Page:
The question of where young conservative women will take their vote has been embodied in pop culture with the question, “How will Nursema vote?” A character in politically charged TV series “Cranberry Sorbet,” Nursema is presented as the embodiment of a young, bourgeois Muslim woman with her immaculate headscarves, a thorough knowledge of Islam, a no-nonsense manner, and a sarcastic tongue. Her dream of an international career as a calligraphy artist is shattered when her well-to-do conservative family forces her into marriage with the son of a “pious family,” who first attempts to rape her on her wedding night, then throws her out the window. The series was penalized by Turkey’s media watchdog RTUK for “encouraging violence against women” after several conservative papers and columnists complained about the series' depiction of Sunni believers and its glorification of “liberals,” who, in the series, rally to help Nursema. 

Nihal Bengisu Karaca, an estranged member of the pro-AKP camp, also bitterly contested the RTUK punishment and the political environment that made such a ban possible. “The series’ scenario challenges the myth that a conservative family is a happy one. It shows plainly that conservative women are not only victimized by the secular side in a polarized society but suffer injustice at home,” Karaca wrote in her column in Haberturk.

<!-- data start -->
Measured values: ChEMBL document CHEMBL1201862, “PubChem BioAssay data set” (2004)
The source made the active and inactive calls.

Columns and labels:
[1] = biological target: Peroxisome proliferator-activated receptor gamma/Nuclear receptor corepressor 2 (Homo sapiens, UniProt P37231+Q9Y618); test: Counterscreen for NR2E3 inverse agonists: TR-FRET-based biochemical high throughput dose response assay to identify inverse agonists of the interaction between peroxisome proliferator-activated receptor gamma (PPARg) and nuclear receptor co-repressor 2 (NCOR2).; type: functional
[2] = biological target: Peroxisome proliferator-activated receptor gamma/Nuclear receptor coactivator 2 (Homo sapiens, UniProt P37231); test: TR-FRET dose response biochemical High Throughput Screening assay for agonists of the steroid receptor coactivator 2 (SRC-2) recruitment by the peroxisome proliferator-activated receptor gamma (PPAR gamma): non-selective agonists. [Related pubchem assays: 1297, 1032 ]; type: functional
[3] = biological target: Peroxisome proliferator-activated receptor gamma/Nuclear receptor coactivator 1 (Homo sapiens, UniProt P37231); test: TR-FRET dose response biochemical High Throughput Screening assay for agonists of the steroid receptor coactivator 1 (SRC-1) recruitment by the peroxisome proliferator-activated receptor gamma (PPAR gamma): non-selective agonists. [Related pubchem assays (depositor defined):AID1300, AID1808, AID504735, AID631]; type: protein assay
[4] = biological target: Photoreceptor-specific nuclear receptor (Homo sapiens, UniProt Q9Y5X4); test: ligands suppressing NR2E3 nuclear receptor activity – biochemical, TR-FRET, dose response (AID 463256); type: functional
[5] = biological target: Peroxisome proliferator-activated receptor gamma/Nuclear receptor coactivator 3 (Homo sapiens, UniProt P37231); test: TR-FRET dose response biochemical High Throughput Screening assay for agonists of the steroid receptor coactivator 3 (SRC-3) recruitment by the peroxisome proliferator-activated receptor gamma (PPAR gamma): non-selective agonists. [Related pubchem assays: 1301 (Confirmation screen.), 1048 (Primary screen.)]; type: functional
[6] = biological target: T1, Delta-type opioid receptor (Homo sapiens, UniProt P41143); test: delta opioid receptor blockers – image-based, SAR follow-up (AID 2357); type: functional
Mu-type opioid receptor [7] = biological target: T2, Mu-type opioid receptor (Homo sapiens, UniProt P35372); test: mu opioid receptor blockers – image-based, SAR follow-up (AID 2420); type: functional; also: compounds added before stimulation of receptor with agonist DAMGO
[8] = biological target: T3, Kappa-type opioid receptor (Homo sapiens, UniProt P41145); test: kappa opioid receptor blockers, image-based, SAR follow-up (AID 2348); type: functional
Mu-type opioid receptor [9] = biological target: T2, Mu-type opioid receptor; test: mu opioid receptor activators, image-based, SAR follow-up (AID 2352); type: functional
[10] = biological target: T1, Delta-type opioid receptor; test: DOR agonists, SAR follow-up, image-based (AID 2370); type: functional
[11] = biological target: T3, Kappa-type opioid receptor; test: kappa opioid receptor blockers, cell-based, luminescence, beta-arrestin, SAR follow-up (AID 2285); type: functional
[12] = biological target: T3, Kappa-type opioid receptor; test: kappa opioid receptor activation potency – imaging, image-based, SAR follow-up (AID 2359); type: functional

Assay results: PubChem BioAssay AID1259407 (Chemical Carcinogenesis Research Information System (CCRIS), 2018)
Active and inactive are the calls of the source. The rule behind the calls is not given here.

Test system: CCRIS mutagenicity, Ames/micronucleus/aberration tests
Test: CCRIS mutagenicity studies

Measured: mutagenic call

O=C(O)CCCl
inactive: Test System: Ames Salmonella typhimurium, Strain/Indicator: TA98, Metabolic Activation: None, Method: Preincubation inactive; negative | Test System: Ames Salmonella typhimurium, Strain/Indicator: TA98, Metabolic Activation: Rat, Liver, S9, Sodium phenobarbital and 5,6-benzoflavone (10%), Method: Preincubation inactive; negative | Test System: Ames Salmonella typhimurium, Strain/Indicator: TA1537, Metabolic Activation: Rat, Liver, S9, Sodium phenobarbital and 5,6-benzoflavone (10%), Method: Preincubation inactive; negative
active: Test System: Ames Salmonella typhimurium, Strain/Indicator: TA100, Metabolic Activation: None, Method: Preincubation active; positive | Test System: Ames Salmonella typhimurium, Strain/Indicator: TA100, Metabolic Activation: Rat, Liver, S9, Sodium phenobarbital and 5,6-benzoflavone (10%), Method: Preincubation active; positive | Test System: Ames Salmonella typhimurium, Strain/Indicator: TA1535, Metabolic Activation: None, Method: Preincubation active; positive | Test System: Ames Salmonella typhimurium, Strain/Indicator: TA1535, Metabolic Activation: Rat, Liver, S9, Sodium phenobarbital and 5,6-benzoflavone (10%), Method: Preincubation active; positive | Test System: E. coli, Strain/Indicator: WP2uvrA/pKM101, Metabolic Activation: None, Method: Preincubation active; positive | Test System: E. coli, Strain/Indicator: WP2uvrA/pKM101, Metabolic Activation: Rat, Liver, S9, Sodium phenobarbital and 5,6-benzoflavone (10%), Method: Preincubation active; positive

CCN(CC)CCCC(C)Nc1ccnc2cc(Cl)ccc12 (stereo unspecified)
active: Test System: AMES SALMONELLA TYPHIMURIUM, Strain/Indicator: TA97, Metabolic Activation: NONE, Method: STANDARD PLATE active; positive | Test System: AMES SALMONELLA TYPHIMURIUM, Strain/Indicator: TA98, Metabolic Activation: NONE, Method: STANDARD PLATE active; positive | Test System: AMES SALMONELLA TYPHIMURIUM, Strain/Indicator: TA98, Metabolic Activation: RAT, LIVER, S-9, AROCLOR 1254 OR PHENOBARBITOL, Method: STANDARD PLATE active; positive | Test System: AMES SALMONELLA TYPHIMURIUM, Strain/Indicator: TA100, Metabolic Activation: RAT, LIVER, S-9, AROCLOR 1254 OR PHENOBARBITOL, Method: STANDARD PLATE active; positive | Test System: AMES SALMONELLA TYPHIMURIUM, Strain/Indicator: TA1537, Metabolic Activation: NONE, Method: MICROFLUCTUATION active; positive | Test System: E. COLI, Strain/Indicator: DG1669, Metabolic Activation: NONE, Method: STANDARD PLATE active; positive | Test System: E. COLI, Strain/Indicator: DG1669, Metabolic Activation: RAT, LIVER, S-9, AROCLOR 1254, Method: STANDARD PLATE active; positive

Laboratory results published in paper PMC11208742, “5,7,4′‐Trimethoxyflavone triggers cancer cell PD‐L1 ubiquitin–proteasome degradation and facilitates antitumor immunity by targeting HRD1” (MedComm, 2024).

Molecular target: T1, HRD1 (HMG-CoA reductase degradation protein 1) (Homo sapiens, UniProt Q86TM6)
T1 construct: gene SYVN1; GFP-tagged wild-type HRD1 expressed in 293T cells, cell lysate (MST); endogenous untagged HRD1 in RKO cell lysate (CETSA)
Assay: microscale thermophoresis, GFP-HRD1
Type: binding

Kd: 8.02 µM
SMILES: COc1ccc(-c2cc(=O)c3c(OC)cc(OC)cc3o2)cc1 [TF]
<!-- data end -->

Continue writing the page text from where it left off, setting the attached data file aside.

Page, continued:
After Ipek Maya Saygin, an academic and commentator for Daktilo1984, held a talk show with the title “How will Nursema Vote?” Turkish sociologists and laymen raced to hedge their bets on Twittersphere, suggesting soft transitions, such as AKP-offshoots Deva and Gelecek, or the right-wing Good Party; or a hard one, toward Kilicdaroglu. “One clear thing is that Nursema will not vote for AKP anymore,” tweeted Burak Kadercan, associate professor of strategy and policy at the US Naval War College and an ardent fan of the series. Saygin, for her part, told Al-Monitor that she believed Nursema, irked by impunity in the face of abuse during the AKP’s 20-year rule, would reject the ruling party at the ballot box and vote for Aksener, a strong female figure.